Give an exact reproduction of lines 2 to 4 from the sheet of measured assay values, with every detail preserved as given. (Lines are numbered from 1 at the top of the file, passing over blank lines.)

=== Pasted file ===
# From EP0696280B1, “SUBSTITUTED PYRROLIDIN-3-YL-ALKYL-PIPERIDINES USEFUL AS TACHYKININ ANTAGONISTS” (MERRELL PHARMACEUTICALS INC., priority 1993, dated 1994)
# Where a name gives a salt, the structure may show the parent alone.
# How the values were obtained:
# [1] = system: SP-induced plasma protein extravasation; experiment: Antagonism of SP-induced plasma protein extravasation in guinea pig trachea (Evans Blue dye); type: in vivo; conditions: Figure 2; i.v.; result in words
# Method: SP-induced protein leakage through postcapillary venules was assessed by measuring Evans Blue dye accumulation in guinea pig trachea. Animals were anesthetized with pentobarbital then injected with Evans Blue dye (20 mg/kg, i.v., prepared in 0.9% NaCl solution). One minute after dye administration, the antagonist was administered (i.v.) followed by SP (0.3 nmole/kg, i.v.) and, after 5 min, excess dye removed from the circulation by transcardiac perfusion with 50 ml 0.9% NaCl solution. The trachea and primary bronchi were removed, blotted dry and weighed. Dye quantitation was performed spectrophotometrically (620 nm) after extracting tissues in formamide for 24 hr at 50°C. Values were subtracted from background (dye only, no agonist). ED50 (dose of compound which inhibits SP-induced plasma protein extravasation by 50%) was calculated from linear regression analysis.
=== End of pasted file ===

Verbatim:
# Where a name gives a salt, the structure may show the parent alone.
# How the values were obtained:
# [1] = system: SP-induced plasma protein extravasation; experiment: Antagonism of SP-induced plasma protein extravasation in guinea pig trachea (Evans Blue dye); type: in vivo; conditions: Figure 2; i.v.; result in words